COVID-19 Vaccine Success: Worries for Africa

The failure to come up with a successful vaccine for the COVID-19 pandemic within the shores of Africa portends untoward implications for the continent. Ostensibly, the COVID-19 pandemic has become a major currency for power since it came into existence. After many months of lockdowns in the world especially in Europe and America, as well as dozens of death, the race for economic dominance is paired closely with the discovery of the COVID-19 vaccine. The World Health Organisation (WHO) disclosed that since the scourge, many investments have been made by companies and nations. This is clearly in a bid to gain economic and political influence.

The World Health Organisation noted that 170 COVID-19 vaccines were placed on trial, but only Moderna, and Pfizer, have shown 90 percent efficiency rate. Following this breakthrough, the European Commission has sealed a deal with Pfizer and BioNTech for the supply of over 300 million doses of their COVID-19 vaccine. The EU deal proposes that the 27 member countries could buy well above 200 million doses. The union further signed supply deals with AstraZeneca, Sanofi, and Johnson & Johnson for their experimental COVID-19 shots, while plans are being made with Moderna, CureVac, and Novavax to secure their vaccines. The US, closely followed by the EU and India, secures the largest number of potential doses.

Moderna has also received orders from the UK. The UK ordered 5 million doses of the coronavirus vaccine. The British government through Mike Hancock, its Health Secretary, confirmed the order. Hancock said that the government was convinced that the vaccine jabs were not harmful, and has proven effective to cure COVID-19. Perhaps, the British government finds Moderna more favorable than Pfizer because of its storage durability. Moderna is noted to last for up to 30 days in household fridges for 12 hours, and in medical freezers for up to six months.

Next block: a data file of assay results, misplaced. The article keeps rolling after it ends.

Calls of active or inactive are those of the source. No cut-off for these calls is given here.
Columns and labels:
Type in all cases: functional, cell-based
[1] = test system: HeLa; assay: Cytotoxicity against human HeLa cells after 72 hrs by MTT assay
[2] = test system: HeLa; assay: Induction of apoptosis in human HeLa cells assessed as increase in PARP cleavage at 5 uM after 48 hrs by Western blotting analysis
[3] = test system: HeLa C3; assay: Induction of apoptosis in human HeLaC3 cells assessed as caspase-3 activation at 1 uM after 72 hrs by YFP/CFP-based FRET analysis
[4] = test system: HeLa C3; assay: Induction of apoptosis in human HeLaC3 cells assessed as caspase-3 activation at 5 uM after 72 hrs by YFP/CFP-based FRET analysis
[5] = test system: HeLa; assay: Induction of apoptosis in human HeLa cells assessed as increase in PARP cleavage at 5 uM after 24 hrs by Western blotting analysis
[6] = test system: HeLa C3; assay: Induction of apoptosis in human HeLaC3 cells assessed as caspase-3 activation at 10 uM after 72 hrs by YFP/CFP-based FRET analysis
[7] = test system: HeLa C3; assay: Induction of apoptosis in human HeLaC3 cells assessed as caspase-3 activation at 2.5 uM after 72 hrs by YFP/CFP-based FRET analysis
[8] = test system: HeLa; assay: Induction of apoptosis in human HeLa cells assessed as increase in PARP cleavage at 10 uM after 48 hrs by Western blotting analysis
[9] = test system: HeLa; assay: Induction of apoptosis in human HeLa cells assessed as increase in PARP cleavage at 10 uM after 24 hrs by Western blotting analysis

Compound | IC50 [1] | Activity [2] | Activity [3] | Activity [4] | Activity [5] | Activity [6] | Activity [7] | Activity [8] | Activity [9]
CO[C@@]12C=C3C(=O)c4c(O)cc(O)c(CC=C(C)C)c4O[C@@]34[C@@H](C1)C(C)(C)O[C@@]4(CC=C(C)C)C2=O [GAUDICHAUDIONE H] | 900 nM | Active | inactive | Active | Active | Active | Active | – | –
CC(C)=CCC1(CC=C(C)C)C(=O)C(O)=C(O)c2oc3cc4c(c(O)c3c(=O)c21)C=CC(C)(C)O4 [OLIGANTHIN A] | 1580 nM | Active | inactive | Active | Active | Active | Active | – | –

But while major successes have been achieved in America and Europe, no breakthrough has been recorded in Africa. Africa had a short-lived lead in the COVID-19 Vaccine when Andry Rajoelina, President of Madagascar, declared that COVID-Organics, an herbal tonic derived from the artemisia plant and other plants, had been found to cure 99 COVID-19 patients. Unfortunately, the validity of COVID-Organics went into disrepute when countries like Nigeria, Tanzania, Senegal, Guinea Bissau, Chad, and Equatorial Guinea acquired the product for testing.

South Africa and Nigeria participated in the vaccine trials. South Africa began screening in August for about 3, 000 candidates to enroll in the mid-stage study of an experimental vaccine by Novavax at Witwatersrand University. The trial was funded by a $15 million grant awarded by the Bill & Melinda Gates Foundation. However, the vaccines could take a longer period for breakthroughs to be recorded. Nigeria, on the other hand, developed a vaccine by Professor Christian Happi, a molecular biologist, with his research team at the African Center of Excellence for Genomics of Infectious Diseases (ACEGID). The ACEGID COVID-19 vaccine had undergone the necessary pre-clinical trial, but progress was stifled due to funding. Although the FG had earlier initiated Nigeria’s policy response to the COVID-19 pandemic through the central bank, the healthcare grant of 500-million-Naira (about $1.3 million) was insufficient for vaccine production and clinical trials.